What are the key points in the poem "The Lady of Shalott"?

Expert Answers

An illustration of the letter 'A' in a speech bubbles

Alfred, Lord Tennyson's poem "The Lady of Shalott" is a ballad, or a story poem. To think about the key points, then, use the elements of the story arc. For this poem, the story unfolds like this:

Exposition: the setting and the characters are introduced in Part I. The island, the road, and the castle are described and the Lady of Shalott is introduced as a woman no one has seen, but whose songs can be heard through her open window.

Inciting incident: Part II begins with introducing the conflict of the story by describing the curse she is under if she stops weaving and looks to Camelot.

Rising action: as the action unfolds, the Lady hangs a mirror at her loom so she can see what is happening outside. She sees many types of people going toward Camelot. She sees knights and a funeral pass. Then she sees two newlyweds, and she begins to become discontented.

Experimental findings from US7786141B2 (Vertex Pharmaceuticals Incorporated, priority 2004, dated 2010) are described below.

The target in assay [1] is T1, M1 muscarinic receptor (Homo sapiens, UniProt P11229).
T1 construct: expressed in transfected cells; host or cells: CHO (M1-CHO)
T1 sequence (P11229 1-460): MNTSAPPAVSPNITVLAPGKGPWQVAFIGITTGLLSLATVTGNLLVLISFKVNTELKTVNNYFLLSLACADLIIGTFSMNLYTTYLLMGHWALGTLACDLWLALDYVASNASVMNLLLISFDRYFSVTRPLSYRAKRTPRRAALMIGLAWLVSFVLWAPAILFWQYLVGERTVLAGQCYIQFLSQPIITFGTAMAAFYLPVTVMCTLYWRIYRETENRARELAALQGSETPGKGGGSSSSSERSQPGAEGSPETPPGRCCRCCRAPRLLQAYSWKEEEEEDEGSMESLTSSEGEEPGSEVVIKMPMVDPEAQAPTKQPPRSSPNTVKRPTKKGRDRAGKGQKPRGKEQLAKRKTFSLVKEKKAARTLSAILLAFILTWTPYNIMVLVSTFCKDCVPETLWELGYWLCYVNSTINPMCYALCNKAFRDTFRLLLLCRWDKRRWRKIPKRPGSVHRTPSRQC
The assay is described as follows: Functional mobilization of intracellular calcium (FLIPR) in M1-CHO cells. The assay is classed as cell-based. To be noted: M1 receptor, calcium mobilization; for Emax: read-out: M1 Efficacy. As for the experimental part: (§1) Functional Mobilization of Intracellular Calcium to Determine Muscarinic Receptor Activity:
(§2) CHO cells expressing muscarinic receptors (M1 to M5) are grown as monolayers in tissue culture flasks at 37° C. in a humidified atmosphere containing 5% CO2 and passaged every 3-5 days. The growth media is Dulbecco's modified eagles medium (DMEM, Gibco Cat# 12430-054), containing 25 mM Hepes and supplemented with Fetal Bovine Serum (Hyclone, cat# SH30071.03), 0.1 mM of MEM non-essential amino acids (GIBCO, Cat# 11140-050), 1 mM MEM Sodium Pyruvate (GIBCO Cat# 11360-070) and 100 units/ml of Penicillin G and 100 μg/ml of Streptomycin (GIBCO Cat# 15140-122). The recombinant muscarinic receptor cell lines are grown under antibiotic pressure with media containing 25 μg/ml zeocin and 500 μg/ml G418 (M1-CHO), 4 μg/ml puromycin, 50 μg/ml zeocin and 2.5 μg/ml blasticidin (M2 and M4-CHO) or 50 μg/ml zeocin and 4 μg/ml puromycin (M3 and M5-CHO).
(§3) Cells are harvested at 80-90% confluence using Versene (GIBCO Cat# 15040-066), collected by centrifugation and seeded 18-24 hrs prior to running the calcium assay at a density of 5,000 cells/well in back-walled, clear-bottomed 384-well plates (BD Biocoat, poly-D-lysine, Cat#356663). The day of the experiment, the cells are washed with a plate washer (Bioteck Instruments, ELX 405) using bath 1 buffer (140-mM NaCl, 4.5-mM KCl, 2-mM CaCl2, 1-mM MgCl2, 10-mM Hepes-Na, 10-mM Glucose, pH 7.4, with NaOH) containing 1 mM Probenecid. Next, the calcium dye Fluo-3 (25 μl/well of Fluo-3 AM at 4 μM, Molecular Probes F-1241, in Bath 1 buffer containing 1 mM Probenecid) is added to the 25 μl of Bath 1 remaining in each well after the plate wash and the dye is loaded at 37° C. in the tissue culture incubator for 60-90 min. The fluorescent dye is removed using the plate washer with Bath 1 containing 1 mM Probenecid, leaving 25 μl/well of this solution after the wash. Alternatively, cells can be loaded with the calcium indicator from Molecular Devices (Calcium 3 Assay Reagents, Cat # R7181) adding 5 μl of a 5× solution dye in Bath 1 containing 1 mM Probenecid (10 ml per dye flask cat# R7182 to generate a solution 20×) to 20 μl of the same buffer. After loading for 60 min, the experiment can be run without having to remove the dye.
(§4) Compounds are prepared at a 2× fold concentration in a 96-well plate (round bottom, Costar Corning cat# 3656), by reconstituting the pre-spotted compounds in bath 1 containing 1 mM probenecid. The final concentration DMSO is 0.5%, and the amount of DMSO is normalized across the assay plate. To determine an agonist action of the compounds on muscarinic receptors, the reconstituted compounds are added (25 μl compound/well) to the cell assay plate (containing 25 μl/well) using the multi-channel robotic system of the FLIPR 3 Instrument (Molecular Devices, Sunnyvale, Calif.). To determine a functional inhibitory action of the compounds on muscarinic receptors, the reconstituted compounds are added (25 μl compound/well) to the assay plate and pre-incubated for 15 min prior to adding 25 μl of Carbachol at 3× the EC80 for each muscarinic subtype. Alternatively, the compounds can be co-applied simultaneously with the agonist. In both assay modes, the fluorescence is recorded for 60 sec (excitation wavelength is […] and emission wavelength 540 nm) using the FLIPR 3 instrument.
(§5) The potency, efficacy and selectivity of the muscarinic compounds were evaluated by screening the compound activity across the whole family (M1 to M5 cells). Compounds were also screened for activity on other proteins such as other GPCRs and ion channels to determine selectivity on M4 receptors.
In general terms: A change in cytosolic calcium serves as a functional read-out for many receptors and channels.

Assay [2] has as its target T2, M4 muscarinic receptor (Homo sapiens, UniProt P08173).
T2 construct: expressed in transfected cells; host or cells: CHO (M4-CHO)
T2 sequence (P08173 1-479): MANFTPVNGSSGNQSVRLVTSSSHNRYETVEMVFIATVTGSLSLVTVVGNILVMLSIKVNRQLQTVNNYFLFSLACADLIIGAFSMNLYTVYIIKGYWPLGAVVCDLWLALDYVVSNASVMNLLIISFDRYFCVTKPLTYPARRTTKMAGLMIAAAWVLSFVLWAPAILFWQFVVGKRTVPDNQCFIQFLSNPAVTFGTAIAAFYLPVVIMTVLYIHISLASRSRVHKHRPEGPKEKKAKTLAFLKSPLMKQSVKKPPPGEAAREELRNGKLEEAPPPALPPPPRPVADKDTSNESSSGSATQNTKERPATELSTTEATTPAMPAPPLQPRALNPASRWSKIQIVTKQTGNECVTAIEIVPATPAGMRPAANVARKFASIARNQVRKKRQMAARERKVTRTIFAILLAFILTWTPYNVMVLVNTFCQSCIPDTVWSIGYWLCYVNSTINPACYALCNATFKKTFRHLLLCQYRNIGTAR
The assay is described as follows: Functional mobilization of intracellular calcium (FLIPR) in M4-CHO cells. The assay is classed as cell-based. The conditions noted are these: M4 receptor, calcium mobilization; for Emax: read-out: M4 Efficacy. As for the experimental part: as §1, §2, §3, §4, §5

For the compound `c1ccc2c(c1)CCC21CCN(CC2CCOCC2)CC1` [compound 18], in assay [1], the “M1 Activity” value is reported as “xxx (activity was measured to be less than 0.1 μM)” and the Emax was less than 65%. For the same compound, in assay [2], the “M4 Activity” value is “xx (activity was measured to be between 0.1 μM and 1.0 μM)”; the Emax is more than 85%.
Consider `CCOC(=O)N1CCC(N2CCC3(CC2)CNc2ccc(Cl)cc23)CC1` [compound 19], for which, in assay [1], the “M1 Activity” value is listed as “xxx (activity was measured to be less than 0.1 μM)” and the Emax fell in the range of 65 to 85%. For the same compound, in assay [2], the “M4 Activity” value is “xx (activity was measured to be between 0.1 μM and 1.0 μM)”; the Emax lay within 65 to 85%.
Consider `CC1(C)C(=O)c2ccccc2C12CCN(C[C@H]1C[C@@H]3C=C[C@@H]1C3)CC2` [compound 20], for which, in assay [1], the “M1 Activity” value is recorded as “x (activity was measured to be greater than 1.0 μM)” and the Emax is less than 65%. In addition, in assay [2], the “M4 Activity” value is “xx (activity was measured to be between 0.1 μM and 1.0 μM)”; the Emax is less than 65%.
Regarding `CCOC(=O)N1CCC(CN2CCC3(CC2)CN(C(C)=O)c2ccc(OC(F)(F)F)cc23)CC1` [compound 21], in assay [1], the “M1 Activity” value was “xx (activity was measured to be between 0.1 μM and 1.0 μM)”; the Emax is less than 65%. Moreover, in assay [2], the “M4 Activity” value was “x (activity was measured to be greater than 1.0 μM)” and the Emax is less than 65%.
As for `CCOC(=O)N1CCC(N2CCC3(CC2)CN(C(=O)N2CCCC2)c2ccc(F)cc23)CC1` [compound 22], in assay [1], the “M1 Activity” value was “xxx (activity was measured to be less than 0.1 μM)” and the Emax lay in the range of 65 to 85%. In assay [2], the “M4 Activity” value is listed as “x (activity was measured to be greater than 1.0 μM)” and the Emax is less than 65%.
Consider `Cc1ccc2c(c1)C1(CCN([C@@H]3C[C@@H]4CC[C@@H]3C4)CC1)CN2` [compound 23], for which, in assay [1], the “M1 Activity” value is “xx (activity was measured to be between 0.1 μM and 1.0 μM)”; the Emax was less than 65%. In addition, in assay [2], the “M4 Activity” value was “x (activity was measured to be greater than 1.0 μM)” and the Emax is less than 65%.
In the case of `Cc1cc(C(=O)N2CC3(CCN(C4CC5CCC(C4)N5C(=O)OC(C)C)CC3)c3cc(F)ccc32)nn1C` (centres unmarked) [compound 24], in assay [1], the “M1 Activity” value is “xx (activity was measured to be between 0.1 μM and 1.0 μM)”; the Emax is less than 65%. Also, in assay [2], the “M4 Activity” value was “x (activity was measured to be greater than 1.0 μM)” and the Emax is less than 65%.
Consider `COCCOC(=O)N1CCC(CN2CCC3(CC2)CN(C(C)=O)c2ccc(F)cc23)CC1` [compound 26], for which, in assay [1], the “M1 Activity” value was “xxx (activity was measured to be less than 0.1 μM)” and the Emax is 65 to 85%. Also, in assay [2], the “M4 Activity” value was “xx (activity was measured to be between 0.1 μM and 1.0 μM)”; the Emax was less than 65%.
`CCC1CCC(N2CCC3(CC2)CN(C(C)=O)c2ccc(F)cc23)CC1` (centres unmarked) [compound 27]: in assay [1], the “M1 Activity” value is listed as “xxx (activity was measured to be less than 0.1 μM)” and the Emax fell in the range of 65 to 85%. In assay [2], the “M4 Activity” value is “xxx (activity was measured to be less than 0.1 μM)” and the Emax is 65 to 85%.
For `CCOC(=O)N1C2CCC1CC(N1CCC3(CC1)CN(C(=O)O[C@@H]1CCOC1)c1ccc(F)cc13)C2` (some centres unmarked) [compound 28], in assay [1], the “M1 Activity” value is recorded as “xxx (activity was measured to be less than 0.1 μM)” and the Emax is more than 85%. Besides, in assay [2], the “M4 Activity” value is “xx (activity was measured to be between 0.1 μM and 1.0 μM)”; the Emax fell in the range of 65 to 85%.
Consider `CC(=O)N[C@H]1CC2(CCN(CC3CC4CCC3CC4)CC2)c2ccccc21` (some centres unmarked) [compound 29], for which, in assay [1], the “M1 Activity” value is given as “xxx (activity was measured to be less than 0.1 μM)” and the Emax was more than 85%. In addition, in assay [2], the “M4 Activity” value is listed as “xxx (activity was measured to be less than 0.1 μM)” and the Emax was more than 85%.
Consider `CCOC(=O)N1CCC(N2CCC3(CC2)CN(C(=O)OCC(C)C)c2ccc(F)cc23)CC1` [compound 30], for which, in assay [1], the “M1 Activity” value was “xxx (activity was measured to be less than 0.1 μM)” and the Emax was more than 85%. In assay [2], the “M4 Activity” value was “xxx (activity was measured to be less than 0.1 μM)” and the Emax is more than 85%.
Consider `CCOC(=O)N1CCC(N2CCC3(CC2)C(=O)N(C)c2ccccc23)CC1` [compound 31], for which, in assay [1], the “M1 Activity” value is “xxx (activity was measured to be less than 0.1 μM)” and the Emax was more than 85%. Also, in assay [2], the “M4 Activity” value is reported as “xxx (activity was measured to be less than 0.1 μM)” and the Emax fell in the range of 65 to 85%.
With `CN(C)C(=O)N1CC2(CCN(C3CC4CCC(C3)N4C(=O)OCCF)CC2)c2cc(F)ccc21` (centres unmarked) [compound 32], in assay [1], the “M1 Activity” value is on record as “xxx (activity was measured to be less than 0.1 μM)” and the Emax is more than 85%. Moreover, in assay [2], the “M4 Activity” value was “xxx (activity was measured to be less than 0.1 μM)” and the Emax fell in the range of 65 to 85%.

Climax: In Part III, the action continues to rise with the appearance of Sir Lancelot outside her window. The high point and turning point of the action is when "she left her web, she left her loom, / She made three paces through the room." The mirror cracks, and the curse comes upon her. This sets up the resolution of the conflict for good or ill--in this case ill. 

Falling action (denouement): In Part IV, the falling action occurs. She goes down to the river, gets into a boat, and floats toward Camelot. During this journey, "singing in her song, she died." She floats into Camelot and the people wonder who she is.

Resolution and theme: The poem ends when Lancelot views her, says "she has a lovely face," and blesses her. The curse, the conflict, has been resolved by her dying, but Lancelot has blessed her memory, even though he didn't know her, suggesting that if they had met, they may have had a future together. 

In a ballad, which is a story poem, one can keep track of key points by locating them in the story arc. 


Approved by eNotes Editorial Team